The tremendous expansion of Alexander's empire also facilitated trade throughout the Mediterranean and the East. Rhodes was known for wine exports, and the amphora containing the wine have been found throughout the Hellenistic world. This Rhodian amphora handle identifies the name of the winery with a stamp.
Herod the Great ushered in a new era of building activity as fortresses, palaces, and roads were constructed with technological innovation and in stupendous proportion. However, his paranoia and obsession to retain power at all costs caused much intrigue in the royal palace. Incensed that Herod had appointed his close acquaintance, Hananel, to the high priesthood instead of her own son Aristobulus III, Alexandra, Herod's mother-in-law, appealed to Cleopatra of Egypt and Mark Antony. But it was not long before Herod had the newly appointed Aristobulus drowned in a pool at Jericho and, after exonerating himself before Cleopatra and Mark Antony, also managed to arrange for the death of the boy's mother, Alexandra. Further suspicions drove him to have his wife, Miriamne, and later their two sons, Aristobulus and Alexander, killed. It is within this historical setting that Jesus Christ was born.
A major innovation of the Roman Empire was the development of the road system. The roads that spread throughout the extent of the empire were based on systematic planning and maintenance. This system not only allowed for the cohesion of Rome's many provinces, but provided the necessary means for the Christian church to expand its work as it fulfilled the gospel commission.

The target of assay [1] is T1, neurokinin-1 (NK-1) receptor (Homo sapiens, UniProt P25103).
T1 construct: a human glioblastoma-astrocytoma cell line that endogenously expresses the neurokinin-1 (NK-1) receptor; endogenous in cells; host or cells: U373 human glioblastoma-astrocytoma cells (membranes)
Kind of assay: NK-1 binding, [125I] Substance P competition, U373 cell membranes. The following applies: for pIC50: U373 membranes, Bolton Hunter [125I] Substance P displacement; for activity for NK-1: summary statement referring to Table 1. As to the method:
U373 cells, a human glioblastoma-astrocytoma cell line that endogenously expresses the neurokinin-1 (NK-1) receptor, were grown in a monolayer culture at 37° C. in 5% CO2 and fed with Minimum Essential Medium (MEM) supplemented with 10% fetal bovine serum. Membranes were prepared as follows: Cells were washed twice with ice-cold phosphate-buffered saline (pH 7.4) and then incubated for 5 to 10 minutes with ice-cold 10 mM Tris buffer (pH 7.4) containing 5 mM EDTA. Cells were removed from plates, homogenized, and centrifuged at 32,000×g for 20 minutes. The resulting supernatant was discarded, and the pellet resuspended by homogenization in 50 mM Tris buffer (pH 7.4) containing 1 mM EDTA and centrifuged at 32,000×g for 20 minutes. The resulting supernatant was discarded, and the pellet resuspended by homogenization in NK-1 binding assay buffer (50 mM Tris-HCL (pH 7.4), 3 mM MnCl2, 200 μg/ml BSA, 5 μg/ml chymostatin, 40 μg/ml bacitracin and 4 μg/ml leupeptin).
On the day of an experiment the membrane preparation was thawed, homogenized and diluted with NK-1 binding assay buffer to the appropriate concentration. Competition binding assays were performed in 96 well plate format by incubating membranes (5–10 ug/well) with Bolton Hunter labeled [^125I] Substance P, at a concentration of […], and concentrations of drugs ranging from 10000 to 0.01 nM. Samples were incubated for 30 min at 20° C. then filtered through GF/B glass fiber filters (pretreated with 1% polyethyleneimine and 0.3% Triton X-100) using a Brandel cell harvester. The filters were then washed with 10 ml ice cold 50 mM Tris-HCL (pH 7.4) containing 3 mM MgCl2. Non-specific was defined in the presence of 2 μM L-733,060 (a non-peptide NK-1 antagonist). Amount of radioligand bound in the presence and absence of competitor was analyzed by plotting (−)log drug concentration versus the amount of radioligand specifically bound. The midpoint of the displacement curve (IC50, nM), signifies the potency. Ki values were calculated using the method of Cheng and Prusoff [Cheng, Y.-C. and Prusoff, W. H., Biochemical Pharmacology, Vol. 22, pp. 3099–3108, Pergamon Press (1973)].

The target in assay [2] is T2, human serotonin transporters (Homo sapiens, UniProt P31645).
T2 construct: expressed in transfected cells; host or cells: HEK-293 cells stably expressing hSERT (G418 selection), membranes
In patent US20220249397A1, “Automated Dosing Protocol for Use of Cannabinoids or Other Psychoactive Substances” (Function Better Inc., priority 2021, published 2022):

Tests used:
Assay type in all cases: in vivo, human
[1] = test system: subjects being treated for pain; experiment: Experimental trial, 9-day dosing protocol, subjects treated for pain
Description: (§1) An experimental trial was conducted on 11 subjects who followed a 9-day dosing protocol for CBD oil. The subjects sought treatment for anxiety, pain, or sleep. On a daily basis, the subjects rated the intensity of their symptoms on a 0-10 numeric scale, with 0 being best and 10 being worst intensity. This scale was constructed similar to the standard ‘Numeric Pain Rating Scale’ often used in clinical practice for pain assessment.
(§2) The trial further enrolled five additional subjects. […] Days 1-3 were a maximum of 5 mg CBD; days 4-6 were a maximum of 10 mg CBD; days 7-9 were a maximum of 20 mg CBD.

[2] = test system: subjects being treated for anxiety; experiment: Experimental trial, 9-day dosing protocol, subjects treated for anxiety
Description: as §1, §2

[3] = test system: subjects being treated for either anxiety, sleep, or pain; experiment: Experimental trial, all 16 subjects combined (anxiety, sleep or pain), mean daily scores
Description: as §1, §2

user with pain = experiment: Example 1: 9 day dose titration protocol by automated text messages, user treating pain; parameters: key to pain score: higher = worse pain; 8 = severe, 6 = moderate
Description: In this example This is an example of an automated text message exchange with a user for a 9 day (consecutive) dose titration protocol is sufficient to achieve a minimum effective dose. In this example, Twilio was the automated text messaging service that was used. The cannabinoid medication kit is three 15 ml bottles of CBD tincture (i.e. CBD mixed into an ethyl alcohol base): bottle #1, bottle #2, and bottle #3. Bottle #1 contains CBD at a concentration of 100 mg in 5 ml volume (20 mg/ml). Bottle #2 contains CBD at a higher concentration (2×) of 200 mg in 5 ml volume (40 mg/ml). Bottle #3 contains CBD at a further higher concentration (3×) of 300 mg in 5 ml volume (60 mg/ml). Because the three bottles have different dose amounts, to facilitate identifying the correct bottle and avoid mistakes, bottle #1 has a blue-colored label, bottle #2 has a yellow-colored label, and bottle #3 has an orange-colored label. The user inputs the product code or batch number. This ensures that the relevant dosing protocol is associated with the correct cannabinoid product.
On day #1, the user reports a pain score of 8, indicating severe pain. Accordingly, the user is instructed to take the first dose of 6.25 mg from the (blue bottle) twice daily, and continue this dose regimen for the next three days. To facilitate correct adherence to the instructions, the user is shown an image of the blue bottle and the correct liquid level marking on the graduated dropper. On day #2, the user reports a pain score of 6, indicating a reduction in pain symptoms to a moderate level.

From cities like this one at Ephesus, where Paul spent more than three years, messengers traveled the Roman roads to spread the message of hope from city to city. A flame had been kindled that could not be extinguished.
Current Special Exhibition
A World in Miniature: Creation, Cosmos, and Ecology on Seals from the Biblical Times
Since the dawn of civilization, seals have been widely used from Egypt, Babylonia, to Assyria and other surrounding nations. These seals, were stamps of a hard material such as crystal, stone, or metal with illustrations engraved onto the stone. The seals would cause impressions on wax, clay or any other soft substances, which were attached to documents to prove ownership, or authenticate documents. Today we can learn so much more from these miniature objects then where they came from or who owned them. These intricate illustrations show abundance information on topics and themes that speak on the perspective of their world in that era.